This slim volume of vignettes, stories and essays are both hilarious and outrageous. In the introduction, Tamaki confesses, “I have no problem admitting that I am a liar at heart. It’s true. I am.” She compares “lies to pearls: they look better strung together in a set.” Of course, the reader knows not which is fiction and which is truth. Some stories are written from the time before she came out as a lesbian, such as, “Reasons to Give a Blow Job,” and after, “The Epil-Lady vs. The Hairy Asian.” An epil pen is used to pull body hair out by its roots.
If you appreciate the ludicrous and aren’t squeamish about sex, you will enjoy this book.
JOSEPH AUGUSTE MERASTY with David Carpenter
Anyone interested in truth and reconciliation with First Nations people should read this book. “When I was at that school, it seemed always to be winter time.” One winter when Augie was 11 or 12, he and another boy were forced to retrace their steps 20 miles across the lake and into the wild, by themselves, in the extreme cold, in search of the two mittens they’d lost. Out there alone, as the temperatures plummeted, the boys’ fright was only exasperated when they came across fresh wolf tracks and imagined having to fend off a pack with nothing but sticks. When they found all trace of the lost mittens erased by the blowing wind, they returned to school to admit their failure to Sister St. Mercy. “We, of course, got the strap, twenty strokes on both hands.” It wasn’t just that physical and sexual abuse occurred over and over again, but the school’s hypocrisy of students subsisting on “rotten porridge and dry bread” while Brothers and Sisters of the church feasted on roast chicken and cake.
The students were just kids, but doing the things that kids do—whispering, poking each other in the ribs, or laughing when the livestock on the property mated—resulted in regular, furious punishments out-of-scale with the perceived infraction: getting the strap, being beaten with a hose, or, in Brother Lepeigne’s hands, being forced to fight with another misbehaving boy while the other students gathered round in a circle. Once, when Augie hit a Brother with a bean from a slingshot as a prank, the schoolmaster punished him “with the strap, beaten with fists to the face, and a foot to the ribs. I will never forget how it hurt”
Definitely a must read.
Nathan Arkwright is a wildly successful sci-fi writer: stories, novels, series, tv show, movies. At the end of his life, with some of his cronies set up a foundation dedicated to space exploration and space colonization. They did this by investing in tech companies that were working on technologies that would be useful in their field. Because this takes generations the book jumps, sometimes awkwardly, multiple years, multiple times. Eventually, the interstellar ship, the Galactique, launches with eggs and sperm and robots to raise them and teach them when they were born. But first terra forming had to be done on a planet that could support human life but was not ready. Genesis plants were seeded to create an oxygen rich atmosphere. The oceans and lands were seeded with plants and animals.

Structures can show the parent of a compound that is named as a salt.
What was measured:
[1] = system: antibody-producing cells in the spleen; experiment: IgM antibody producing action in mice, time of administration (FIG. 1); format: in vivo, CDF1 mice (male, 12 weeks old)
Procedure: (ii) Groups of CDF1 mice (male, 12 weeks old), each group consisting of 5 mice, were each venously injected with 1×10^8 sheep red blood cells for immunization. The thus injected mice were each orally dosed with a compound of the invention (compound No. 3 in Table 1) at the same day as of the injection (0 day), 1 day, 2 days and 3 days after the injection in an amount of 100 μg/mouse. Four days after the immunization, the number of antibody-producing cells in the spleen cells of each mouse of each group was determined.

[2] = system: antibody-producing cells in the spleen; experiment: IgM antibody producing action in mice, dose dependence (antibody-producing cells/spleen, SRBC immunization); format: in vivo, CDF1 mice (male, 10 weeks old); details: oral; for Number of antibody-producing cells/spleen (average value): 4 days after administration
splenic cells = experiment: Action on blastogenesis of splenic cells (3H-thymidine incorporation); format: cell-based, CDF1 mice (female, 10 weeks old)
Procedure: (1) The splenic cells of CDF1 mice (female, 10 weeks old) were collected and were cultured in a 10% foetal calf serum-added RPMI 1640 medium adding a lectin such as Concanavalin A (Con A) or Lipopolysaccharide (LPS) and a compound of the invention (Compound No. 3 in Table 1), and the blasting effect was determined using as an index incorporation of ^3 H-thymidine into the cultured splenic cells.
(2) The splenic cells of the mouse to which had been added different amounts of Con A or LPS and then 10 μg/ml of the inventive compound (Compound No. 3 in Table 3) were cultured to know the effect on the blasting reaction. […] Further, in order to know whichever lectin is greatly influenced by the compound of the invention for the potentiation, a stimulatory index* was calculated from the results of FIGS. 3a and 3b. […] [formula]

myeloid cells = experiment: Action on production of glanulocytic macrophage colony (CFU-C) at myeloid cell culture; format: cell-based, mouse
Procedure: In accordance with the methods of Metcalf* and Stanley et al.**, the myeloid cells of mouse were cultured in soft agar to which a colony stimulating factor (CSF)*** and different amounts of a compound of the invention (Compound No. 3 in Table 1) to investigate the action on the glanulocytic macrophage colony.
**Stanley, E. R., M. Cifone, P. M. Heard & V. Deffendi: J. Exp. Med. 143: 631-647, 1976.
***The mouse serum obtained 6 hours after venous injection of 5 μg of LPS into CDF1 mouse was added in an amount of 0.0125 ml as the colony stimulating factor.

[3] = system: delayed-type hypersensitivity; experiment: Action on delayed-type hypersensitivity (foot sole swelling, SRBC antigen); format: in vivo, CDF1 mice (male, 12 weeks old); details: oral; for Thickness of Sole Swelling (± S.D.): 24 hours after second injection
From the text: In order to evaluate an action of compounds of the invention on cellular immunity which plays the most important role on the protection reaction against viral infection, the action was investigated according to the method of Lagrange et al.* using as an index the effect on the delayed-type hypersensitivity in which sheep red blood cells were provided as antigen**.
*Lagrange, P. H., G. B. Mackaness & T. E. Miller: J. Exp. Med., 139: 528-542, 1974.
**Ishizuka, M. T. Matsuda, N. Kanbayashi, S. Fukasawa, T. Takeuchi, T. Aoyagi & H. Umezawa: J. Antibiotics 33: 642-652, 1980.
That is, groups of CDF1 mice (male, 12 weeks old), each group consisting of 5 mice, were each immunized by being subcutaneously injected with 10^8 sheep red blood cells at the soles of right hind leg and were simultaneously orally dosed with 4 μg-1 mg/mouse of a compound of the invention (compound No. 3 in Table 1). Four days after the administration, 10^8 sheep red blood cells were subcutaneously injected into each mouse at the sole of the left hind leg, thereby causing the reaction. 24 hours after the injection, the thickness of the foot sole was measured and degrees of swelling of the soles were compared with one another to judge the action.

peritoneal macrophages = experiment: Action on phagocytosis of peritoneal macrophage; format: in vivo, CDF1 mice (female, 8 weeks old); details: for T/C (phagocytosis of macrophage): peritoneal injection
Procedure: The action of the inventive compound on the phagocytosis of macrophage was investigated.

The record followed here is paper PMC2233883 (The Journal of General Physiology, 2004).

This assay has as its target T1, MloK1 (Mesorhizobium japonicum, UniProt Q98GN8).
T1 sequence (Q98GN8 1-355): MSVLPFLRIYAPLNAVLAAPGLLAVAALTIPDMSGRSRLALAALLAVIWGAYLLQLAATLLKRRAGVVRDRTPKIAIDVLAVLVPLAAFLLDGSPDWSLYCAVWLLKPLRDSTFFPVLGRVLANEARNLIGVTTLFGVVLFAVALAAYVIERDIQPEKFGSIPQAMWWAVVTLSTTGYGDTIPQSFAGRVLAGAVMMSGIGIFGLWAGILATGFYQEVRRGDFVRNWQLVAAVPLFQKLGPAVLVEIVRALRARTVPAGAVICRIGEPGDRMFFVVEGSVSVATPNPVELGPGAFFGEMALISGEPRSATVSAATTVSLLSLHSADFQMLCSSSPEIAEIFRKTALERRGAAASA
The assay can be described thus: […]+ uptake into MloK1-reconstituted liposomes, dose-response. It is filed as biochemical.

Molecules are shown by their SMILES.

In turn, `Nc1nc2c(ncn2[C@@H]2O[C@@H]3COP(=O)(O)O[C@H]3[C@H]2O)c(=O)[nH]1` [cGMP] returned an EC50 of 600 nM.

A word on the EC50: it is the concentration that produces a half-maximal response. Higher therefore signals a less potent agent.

Arkwright is an easy read, feel good science fiction novel. I enjoyed it.
Harry Steen’s life is shadowed by two events that happened when he was younger. The first was a brief but passionate affair with an intriguing beauty in the uplands of Scotland where he was about to begin his career. She jilted him for her fiance and he left with a broken heart he believed would never heal. The second was a few years later when he was a Canadian mining executive, on a business trip to Mexico, he discovered a rare 18th century tome. The Obsidian Cloud is an account of an unexplained, true phenomenon: a black cloud with uncannily reflective properties that stalled before dispersing itself in a rain of black hail over Scotland. But it’s less this bizarre event that captures Harry’s attention than the fact that it supposedly occurred in the obscure town where, at age 21, he met his one true and unrequited love. Back at home he send the book to a rare books curator in Glasgow to see what scholars can tell him about this unusual book. The novel tells his life story: working on boats to escape Scotland and the past, chance meetings with remarkable people, being groomed for a position in a mining company and the family as well. Cloud is well written but has a weak ending.
Round House begins the brutal beating, rape and attempted murder of Joe Coutts’ mother. They live on a remote Indian reservation deep in rural North Dakota with Joe’s father, a tribal judge. Joe looses his mother at 13 years old to a deep depression. The rapist is identified but tribal courts cannot try white people and the justice system off reserve has little interest in an Indian woman who has been raped. As Joe comes to the realisation that his father, a tribal judge, can do nothing – “All you catch are drunks and hot dog thieves” – he resolves to track down the perpetrator himself. The relationship Joe has with his childhood friends is a highlight of the story as well as the background culture of the Chippewa people.